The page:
The Effects of Global Climate Change on Soil Respiration

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A critical topic of climate change research examines how global warming, from elevated anthropogenic CO2 emissions, affects biological mechanisms in soil microbes that regulate carbon cycling. Soil respiration is a biological process in microbes that convert organic carbon to atmospheric CO2 and is considered to be one of the largest global carbon fluxes on Earth [1]. Due to the temperature sensitivity in soil respiration, it is not surprising to see massive changes in Earth’s global carbon balance from global warming [2]. Changes in environmental carbon fluxes holds strong relevance in human society, including changes in agricultural land use, atmospheric ozone concentration and preservation of natural resources [2].



Over the past century, global atmospheric temperatures have increased by approximately 0.5 degrees Celsius [3]; a phenomenon many scientists believe to be caused by elevated greenhouse gas emissions [4]. Increased soil temperature as a result of global warming has been shown to promote temperature dependent carbon cycling pathways in soil microbes, including decomposition and nutrient mineralization [5] [6]. In the case of decomposition, organic carbon substrates are often complex and require a high temperature activation energy, thus an increase in soil temperature will provide sufficient activation energy for rapid substrate degradation via enzymatic reactions by soil microbes [6]. Consequently, global warming will promote the release of carbon dioxide from soil microbes, resulting in a positive feedback cycle, amplifying the effects of global warming [7]. This theory was tested in a recent experiment that measured the response of soil microbes under an imposed soil warming environment. The results showed a 45% mean increase in carbon dioxide emission from promoted soil respiration activity [8].

Soil Moisture

Soil moisture is another important factor that regulates CO2 efflux from soil respiration [9]. Various models from previous research have shown optimal levels of heterotrophic respiration in wet but unsaturated soil [9] [10]. Fully saturated soils result in anaerobic conditions that depress aerobic microbial activity [9] [10]. Anaerobic conditions inhibit carbon dioxide production in soil in two ways. Firstly, the main product of decomposition during aerobic decomposition is carbon dioxide, whereas methane is the main product of anaerobic decomposition [10]. Secondly, the rate of anaerobic decomposition is 30-40% compared to the rate of aerobic decomposition [10]. Therefore, not only is CO2 generation depressed by anaerobic conditions, but also the rate of decomposition is reduced [10]. Similarly, dry soil conditions limit microbial activity and prevent nutrient diffusion, both of which are unfavorable for soil respiration [10]. Increased levels of infrared radiation on Earth’s surface from global warming have elevated the rate of evaporation [11], causing the depletion of water in soil and ultimately decreasing soil respiration activity [9] [12].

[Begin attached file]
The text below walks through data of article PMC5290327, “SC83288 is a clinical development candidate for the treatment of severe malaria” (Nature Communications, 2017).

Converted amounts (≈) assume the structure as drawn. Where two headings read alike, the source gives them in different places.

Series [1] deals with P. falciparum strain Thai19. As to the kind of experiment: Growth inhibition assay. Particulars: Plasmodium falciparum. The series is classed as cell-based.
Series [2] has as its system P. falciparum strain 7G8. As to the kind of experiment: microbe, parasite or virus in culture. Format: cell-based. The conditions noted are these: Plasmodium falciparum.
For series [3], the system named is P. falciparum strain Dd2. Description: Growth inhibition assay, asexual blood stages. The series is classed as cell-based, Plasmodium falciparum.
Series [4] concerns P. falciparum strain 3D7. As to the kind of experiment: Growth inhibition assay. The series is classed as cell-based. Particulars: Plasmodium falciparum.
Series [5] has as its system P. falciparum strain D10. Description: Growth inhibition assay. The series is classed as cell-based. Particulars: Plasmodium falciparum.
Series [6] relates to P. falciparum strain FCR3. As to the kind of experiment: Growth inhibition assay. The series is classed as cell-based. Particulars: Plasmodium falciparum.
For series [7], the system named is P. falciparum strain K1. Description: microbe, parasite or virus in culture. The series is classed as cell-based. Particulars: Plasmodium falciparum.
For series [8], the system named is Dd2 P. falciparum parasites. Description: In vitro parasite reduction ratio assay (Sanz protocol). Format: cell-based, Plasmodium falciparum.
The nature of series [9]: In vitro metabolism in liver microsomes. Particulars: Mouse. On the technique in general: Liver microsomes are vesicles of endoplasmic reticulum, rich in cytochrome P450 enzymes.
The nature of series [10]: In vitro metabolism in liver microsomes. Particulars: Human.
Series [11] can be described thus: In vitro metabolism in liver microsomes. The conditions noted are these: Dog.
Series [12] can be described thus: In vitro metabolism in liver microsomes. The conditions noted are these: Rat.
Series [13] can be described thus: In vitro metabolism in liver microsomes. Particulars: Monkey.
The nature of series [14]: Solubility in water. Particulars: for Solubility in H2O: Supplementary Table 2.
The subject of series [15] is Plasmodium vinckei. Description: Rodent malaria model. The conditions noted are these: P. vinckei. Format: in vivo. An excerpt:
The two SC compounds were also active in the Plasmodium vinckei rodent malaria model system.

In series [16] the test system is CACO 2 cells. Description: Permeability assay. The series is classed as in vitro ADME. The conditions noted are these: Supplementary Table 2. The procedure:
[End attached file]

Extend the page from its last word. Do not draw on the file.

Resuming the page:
FIG. 1 Two different models that represent the idealized relationship between soil moisture and soil respiration activity. Both models indicate an optimum level of soil respiration at an intermediate soil saturation point.
FIG. 2 Venn diagram illustrating the effects of soil moisture on microbial function and soil respiration.


Rhizosphere Respiration

Interactions between plant root systems and microorganisms play an integral role in soil respiration. Rhizosphere respiration is a symbiotic relationship between plant roots and rhizobacteria that stimulate CO2 production in soil [9]. One way plant roots assist rhizobacteria is by providing large fluxes of carbon rich molecules from the release of long carbohydrate chains and enzymes when the root sheds dead material [13]. Soil microbes have adapted to this niche by forming biofilms on root surfaces to optimize organic carbon intake for CO2 production [13]. In return for the supply of carbon, rhizobacteria have the ability to enhance plant growth by mineralizing normally poorly soluble nutrients, such as iron and phosphate via the secretion of siderophores [14]. Upon binding with Fe3+ ion, siderophores form a complex that can be taken up by plant root receptors [15]. Iron is then reduced to its soluble form Fe2+ within the plant root cell [15]. It is predicted that global climate change will increase primary production in plants, resulting in an increase of carbon release by roots into the soil, subsequently promoting rhizosphere respiration [13].